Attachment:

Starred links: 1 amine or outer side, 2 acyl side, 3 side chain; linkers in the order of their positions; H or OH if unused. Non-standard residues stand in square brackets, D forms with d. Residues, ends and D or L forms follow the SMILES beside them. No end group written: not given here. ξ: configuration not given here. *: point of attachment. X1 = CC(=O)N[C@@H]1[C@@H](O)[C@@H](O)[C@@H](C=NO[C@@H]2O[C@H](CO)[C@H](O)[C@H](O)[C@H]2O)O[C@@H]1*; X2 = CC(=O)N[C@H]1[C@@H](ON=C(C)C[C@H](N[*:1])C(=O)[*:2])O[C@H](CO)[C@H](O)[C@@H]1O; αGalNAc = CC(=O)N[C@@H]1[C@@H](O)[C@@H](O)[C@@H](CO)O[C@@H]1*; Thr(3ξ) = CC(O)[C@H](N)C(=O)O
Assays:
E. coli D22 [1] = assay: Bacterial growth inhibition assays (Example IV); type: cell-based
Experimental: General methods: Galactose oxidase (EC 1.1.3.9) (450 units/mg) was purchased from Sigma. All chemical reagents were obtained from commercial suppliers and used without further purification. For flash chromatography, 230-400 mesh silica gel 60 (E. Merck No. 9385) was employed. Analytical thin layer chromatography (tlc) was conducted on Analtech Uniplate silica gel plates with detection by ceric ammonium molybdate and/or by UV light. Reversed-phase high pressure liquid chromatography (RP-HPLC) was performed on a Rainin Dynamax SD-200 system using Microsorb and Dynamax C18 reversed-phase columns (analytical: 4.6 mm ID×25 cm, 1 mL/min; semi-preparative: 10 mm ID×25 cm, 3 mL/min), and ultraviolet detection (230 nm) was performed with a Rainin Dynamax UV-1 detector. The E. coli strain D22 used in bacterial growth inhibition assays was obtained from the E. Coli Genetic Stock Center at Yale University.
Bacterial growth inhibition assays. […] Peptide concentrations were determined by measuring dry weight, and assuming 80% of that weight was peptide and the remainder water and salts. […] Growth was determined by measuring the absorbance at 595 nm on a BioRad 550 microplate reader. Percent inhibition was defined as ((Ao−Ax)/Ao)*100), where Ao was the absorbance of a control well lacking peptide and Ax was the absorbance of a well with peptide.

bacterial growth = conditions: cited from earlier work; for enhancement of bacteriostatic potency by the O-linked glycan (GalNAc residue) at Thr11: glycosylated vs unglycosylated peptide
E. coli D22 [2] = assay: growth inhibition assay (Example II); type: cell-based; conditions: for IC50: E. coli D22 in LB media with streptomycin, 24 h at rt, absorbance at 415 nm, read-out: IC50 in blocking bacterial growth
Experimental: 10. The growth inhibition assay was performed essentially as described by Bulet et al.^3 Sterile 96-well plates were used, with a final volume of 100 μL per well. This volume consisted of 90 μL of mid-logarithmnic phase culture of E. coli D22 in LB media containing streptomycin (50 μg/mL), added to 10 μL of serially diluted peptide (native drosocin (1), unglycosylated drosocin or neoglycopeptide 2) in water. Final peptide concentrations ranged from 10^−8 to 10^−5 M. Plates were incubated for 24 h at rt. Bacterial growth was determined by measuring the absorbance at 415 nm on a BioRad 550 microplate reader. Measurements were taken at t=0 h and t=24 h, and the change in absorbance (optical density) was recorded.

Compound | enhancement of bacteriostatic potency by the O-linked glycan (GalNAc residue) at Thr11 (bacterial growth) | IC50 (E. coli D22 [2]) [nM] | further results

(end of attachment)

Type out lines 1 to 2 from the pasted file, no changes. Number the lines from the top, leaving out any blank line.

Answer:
Starred links: 1 amine or outer side, 2 acyl side, 3 side chain; linkers in the order of their positions; H or OH if unused. Non-standard residues stand in square brackets, D forms with d. Residues, ends and D or L forms follow the SMILES beside them. No end group written: not given here. ξ: configuration not given here. *: point of attachment. X1 = CC(=O)N[C@@H]1[C@@H](O)[C@@H](O)[C@@H](C=NO[C@@H]2O[C@H](CO)[C@H](O)[C@H](O)[C@H]2O)O[C@@H]1*; X2 = CC(=O)N[C@H]1[C@@H](ON=C(C)C[C@H](N[*:1])C(=O)[*:2])O[C@H](CO)[C@H](O)[C@@H]1O; αGalNAc = CC(=O)N[C@@H]1[C@@H](O)[C@@H](O)[C@@H](CO)O[C@@H]1*; Thr(3ξ) = CC(O)[C@H](N)C(=O)O
Assays: